I came upon a labyrinth in the woods.
I considered the labyrinth, and its goal at the center.
There are two ways to the goal:
- follow the path, trust it will get you there, or
- skip the intended process and jump to the center
Wondering what I would get out of trusting the process, I followed the path.
I worried that I was traveling in circles, when I observed an obstacle in my path. I had to duck to avoid hitting tree branches. I kept moving.
I saw myself moving towards the goal, and I was pleased. At one point, I was close enough to touch it, but I did not. I was traveling in a circle but felt momentum pulling me in. I knew I would get there.
Then I took a drastic turn and moved to the outside of the labyrinth. I was far from my goal, and I questioned why the path had diverted me. I was so focused on my anger over being as far from the goal as I was at the start that I neglected to see the tree branches ahead. But I had encountered this obstacle before, and I remembered to duck. But this time I had to be more flexible -- there were more branches than before, so I had to bend further and for longer. I could have stopped, abandoned the path. But I kept moving.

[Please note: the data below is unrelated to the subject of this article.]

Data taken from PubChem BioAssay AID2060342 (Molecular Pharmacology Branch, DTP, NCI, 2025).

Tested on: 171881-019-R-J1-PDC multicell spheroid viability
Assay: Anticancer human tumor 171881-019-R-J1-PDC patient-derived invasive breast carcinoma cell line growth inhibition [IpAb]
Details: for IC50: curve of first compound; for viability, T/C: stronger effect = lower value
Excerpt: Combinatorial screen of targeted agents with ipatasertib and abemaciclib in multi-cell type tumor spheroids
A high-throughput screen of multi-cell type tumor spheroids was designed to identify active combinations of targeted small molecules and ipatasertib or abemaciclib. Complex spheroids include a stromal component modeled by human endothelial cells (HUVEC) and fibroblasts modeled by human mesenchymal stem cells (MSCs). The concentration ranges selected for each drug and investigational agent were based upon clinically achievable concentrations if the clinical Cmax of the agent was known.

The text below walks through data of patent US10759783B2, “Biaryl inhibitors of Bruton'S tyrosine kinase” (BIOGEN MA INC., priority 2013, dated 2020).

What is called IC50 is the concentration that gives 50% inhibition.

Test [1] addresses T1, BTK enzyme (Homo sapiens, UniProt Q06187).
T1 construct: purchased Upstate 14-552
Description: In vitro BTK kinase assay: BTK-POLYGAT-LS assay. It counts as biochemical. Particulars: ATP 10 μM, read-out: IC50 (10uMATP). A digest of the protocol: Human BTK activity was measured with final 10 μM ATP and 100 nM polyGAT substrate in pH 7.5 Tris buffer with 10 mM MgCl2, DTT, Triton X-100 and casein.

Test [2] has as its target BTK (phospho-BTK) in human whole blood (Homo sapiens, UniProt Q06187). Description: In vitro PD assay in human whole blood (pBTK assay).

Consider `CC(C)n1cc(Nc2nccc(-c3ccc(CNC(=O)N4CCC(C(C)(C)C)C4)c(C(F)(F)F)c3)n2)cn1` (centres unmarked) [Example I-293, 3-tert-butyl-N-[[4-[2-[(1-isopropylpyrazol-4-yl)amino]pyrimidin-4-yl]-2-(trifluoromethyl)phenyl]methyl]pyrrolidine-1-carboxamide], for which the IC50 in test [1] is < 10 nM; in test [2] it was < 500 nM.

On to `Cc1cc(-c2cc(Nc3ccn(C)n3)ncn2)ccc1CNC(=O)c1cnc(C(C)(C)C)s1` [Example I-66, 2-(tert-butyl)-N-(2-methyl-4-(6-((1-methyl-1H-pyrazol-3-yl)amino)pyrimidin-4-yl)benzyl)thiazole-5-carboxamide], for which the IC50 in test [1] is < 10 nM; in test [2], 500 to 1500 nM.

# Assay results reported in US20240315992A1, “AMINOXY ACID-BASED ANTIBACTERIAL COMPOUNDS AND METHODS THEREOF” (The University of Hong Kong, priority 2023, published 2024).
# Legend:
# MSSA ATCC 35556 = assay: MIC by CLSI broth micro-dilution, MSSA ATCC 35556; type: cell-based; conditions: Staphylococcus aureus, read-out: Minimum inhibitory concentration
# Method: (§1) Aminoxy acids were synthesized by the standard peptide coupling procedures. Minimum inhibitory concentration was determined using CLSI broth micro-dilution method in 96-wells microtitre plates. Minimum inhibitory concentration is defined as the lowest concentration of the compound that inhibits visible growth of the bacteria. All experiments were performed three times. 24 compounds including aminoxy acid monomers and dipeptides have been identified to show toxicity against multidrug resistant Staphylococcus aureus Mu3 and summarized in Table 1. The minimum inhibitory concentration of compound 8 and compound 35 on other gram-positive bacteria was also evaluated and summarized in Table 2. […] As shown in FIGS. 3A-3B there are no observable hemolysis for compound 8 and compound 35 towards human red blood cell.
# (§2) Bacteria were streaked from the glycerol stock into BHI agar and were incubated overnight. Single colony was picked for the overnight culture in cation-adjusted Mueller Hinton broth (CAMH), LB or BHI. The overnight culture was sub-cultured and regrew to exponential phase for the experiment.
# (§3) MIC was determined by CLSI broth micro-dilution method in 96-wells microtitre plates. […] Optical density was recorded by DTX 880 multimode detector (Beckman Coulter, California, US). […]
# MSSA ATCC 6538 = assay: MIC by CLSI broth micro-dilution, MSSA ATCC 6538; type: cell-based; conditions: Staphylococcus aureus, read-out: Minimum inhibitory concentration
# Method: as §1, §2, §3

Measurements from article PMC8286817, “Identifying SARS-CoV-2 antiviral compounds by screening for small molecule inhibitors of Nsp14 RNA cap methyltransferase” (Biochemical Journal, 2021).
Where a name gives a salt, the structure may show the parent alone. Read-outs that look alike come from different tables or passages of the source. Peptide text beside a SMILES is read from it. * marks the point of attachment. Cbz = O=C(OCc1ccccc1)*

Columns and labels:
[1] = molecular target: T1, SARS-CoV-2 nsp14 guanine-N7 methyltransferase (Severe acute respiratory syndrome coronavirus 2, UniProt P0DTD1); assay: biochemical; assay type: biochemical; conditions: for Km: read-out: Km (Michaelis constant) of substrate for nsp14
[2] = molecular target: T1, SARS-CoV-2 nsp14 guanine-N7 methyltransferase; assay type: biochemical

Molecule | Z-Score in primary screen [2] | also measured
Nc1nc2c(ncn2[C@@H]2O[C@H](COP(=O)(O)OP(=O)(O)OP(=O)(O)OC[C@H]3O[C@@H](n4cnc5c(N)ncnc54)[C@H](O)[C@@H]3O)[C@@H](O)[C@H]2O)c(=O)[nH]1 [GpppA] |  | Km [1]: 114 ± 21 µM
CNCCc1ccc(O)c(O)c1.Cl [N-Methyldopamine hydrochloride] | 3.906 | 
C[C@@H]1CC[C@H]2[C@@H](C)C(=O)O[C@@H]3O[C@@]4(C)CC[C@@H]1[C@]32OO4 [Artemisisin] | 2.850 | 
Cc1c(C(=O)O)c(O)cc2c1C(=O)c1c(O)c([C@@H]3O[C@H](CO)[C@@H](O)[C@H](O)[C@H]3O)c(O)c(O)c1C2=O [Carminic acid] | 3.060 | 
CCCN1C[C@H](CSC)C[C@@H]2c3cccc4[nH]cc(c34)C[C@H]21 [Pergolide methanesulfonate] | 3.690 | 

Upon exiting the tree branch obstacle, I found myself moving closer to the goal again. I felt a sense of calm -- not excitement. I was glad I had been challenged by another obstacle on my path. My commitment to the goal had been tested, my faith in the path had been tested. I knew I would succeed.
I came closer to the goal. I did not think about jumping the path to the goal. I did not even fixate on the goal getting closer. Instead I found myself thinking back on the path that I had traveled, and what I had learned along the way.
And, before I realized it, I had reached the goal. I looked around at the path that had gotten me here, and thanked it. I thanked myself for not abandoning the path.
And then I exited the labyrinth, ready to face the day.
Written June 26, 2011 at Bryn Mawr College